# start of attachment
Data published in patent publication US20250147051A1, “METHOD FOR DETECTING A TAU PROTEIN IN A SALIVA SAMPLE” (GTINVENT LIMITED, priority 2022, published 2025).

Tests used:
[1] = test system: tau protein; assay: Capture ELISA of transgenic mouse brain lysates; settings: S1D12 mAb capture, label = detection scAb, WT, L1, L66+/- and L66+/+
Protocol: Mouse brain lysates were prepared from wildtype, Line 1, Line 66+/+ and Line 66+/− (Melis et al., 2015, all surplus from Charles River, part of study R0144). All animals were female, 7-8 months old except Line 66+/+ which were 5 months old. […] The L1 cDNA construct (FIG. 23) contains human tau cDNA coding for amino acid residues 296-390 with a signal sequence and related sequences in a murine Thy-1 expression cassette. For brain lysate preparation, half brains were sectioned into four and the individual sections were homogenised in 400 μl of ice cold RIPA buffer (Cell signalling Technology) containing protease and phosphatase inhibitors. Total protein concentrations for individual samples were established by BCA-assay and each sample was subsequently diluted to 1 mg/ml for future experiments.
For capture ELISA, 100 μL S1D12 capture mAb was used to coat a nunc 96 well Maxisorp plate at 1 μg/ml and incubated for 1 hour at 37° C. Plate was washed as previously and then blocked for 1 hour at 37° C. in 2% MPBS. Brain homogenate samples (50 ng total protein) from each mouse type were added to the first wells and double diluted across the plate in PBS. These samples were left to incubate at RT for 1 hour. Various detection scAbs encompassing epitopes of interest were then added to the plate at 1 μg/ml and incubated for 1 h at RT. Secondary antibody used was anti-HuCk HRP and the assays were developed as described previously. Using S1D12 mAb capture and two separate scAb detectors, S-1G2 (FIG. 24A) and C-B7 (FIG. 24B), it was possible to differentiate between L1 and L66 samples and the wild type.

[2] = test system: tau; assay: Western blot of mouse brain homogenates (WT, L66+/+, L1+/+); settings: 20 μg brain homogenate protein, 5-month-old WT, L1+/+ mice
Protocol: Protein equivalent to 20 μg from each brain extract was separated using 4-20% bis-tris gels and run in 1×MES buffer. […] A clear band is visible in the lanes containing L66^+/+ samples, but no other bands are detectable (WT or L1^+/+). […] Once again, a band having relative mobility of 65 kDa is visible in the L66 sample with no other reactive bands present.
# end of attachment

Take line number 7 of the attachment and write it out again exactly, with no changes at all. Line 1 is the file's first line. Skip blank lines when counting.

Protocol: Protein equivalent to 20 μg from each brain extract was separated using 4-20% bis-tris gels and run in 1×MES buffer. […] A clear band is visible in the lanes containing L66^+/+ samples, but no other bands are detectable (WT or L1^+/+). […] Once again, a band having relative mobility of 65 kDa is visible in the L66 sample with no other reactive bands present.